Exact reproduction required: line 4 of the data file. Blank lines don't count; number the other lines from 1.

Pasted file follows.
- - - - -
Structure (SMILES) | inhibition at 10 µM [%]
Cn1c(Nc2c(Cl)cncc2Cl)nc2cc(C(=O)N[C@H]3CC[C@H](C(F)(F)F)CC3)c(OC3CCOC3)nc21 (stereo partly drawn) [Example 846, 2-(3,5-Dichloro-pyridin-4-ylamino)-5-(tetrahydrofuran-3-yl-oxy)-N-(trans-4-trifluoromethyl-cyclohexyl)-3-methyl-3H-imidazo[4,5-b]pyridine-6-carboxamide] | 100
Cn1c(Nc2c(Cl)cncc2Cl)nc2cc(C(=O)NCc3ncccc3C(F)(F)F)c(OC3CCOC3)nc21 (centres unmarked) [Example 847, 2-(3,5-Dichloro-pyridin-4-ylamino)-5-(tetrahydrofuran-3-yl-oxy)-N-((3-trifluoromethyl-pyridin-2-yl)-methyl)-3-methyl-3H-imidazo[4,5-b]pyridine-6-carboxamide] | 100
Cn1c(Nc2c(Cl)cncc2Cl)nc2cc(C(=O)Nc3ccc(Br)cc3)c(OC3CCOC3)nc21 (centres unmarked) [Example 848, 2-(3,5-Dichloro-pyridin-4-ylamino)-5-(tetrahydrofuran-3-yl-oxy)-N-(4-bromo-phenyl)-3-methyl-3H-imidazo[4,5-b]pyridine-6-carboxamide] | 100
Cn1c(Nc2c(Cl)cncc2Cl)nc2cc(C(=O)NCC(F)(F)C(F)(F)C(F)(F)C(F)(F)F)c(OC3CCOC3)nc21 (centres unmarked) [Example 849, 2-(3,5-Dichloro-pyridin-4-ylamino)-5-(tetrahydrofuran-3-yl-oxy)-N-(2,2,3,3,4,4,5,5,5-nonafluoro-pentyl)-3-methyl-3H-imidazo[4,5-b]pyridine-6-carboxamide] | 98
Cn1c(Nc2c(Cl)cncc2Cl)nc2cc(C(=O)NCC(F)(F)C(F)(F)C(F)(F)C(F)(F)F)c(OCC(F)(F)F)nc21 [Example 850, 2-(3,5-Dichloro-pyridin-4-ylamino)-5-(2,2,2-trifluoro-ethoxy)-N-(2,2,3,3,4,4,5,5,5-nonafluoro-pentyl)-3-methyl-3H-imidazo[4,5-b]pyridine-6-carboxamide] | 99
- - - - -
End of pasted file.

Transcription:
Cn1c(Nc2c(Cl)cncc2Cl)nc2cc(C(=O)Nc3ccc(Br)cc3)c(OC3CCOC3)nc21 (centres unmarked) [Example 848, 2-(3,5-Dichloro-pyridin-4-ylamino)-5-(tetrahydrofuran-3-yl-oxy)-N-(4-bromo-phenyl)-3-methyl-3H-imidazo[4,5-b]pyridine-6-carboxamide] | 100